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Those who hoped the re-election of Christy Clark’s Liberal government in British Columbia would mean her eventual endorsement of the proposed Northern Gateway pipeline were reminded Friday the project has a long way to go to win the province’s essential backing.
In its final submission to the Northern Gateway Pipeline Joint Review Panel, B.C. says it cannot support the project as presented because proponent Enbridge Inc. has been unable to address British Columbians’ environmental concerns.
“We have carefully considered the evidence that has been presented to the Joint Review Panel,” B.C. environment minister Terry Lake in a statement. “The panel must determine if it is appropriate to grant a certificate for the project as currently proposed on the basis of a promise to do more study and planning after the certificate is granted. Our government does not believe that a certificate should be granted before these important questions are answered …‘Trust me’ is not good enough in this case.”
While environmental organizations applauded the tough talk, B.C. also said its position on Northern Gateway is not a rejection of heavy-oil projects. It says all proposals, such as Kinder Morgan’s Trans Mountain Pipeline Expansion or David Black’s Kitimat Clean refinery project, would be judged on their merits.
B.C. said it stands by its five conditions — including top oil spill response and a fair share of the benefits for the province to offset the environmental risks — to allow heavy oil pipelines through B.C.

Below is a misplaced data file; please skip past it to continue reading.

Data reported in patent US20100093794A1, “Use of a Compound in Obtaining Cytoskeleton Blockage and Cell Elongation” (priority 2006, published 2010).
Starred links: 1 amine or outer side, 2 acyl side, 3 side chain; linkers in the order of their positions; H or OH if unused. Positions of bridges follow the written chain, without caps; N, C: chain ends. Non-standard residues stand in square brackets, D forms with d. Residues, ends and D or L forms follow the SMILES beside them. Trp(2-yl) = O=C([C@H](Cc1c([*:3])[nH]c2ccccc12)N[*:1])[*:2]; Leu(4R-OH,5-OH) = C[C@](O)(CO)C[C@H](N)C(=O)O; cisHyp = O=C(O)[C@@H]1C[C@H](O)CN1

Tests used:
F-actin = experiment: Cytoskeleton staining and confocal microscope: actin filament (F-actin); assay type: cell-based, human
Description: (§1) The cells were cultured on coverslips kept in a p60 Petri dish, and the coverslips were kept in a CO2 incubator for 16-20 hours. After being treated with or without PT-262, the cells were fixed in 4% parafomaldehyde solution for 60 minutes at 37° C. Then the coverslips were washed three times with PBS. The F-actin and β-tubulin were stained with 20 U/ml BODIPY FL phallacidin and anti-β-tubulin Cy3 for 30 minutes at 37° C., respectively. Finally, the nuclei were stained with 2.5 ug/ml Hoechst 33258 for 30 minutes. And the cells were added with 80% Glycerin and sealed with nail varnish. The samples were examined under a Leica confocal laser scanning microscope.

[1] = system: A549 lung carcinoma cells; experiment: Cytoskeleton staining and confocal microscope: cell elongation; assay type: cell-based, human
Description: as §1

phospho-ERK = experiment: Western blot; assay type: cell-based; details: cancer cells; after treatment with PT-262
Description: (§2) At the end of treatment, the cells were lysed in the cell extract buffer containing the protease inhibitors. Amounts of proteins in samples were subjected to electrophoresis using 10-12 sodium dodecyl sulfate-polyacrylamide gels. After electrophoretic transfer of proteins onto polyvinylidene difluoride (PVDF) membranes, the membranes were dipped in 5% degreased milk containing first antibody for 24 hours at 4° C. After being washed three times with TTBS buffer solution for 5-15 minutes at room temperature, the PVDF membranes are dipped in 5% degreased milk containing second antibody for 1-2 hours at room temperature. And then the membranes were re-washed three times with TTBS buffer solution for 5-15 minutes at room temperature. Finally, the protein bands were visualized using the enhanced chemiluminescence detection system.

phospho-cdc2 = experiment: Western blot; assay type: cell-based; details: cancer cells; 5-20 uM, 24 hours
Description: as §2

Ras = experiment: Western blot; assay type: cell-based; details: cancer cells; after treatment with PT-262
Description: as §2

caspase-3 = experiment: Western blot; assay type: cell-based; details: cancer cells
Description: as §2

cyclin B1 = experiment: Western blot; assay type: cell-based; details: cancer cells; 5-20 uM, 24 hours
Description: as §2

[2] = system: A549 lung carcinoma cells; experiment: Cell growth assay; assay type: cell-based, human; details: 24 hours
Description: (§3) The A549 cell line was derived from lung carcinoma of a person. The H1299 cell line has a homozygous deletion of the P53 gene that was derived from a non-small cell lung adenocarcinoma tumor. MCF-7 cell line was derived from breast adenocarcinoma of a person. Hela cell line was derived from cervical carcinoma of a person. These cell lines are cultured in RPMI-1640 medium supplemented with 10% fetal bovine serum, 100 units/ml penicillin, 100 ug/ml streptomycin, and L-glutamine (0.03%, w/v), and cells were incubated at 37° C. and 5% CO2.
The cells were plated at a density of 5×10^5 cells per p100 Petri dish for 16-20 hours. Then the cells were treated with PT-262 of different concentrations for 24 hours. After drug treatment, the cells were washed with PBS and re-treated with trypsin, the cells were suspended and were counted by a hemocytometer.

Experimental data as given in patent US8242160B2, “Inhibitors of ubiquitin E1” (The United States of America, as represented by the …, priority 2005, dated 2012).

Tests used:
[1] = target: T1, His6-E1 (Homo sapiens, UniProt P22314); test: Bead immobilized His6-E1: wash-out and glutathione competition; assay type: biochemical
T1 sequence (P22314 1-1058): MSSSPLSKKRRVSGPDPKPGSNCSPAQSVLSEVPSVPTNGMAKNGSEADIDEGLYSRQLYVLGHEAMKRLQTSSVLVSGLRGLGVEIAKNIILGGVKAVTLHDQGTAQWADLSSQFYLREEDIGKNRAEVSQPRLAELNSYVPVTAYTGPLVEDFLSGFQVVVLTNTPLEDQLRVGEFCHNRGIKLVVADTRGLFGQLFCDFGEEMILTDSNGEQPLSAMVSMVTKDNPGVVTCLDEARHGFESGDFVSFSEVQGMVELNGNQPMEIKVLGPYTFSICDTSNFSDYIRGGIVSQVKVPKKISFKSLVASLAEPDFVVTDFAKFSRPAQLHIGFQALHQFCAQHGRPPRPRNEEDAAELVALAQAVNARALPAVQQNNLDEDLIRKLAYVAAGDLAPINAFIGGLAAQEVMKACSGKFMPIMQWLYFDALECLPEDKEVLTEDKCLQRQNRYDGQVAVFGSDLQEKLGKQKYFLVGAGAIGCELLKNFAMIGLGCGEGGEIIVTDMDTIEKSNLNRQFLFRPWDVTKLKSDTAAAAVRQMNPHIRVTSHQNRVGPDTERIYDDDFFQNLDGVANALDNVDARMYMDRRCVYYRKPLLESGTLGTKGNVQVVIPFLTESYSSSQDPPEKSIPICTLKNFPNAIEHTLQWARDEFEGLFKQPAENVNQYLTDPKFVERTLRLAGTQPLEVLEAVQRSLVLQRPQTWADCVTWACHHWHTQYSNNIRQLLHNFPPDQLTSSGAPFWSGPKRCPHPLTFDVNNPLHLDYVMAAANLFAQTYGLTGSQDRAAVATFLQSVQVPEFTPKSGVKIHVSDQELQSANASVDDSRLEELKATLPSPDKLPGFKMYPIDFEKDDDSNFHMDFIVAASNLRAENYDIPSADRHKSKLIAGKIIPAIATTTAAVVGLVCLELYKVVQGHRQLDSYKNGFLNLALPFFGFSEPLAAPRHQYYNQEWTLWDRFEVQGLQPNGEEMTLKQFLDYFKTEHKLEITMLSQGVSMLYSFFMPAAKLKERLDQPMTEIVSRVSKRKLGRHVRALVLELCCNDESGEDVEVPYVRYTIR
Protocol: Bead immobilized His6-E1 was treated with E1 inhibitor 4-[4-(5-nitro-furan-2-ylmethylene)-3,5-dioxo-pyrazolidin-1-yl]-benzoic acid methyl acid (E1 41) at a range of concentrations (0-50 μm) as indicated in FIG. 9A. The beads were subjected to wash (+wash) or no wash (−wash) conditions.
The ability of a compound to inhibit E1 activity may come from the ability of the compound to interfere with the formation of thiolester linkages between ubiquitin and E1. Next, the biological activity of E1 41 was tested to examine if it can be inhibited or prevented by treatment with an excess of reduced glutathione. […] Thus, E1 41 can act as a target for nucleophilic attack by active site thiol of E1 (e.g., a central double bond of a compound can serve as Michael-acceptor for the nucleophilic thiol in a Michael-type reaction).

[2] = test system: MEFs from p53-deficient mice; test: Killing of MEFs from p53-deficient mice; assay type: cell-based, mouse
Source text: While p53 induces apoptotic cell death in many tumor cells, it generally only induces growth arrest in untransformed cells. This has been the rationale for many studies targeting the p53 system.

The province’s statement was submitted to the panel as it concludes its regulatory review. Final arguments start June 17 in Terrace, near Kitimat, the proposed pipeline’s end point.
The province’s position is a blow to Enbridge, which has maintained the pipeline will use the top safety measures available.
“As a British Columbian, I am personally committed, as is Northern Gateway, to building a pipeline project that meets the highest possible safety and environmental standards anywhere in the world and a project that creates new jobs and opportunities for British Columbians,” Enbridge executive vice-president Janet Holder said in a statement.
B.C.’s stance gives it a strong position as it enters into discussions with Alberta and Saskatchewan on how to make heavy oil pipelines more acceptable in the province.
In an interview on Wednesday, during a visit to Alberta, Mr. Lake, said provinces’ premiers are expected to meet “shortly” and B.C. has left open “a pathway to yes” to the projects that involves meeting the five requirements laid out last July.
If Alberta, in particular, didn’t take seriously B.C.’s message that it needs to see a fairer tradeoff between the pipeline’s risks and rewards, it should have gotten it now.
For the original of this article, click here: http://business.financialpost.com/2013/05/31/b-c-s-opposition-to-northern-gateway-pipeline-plan-sends-strong-message/?__lsa=36af-c1a7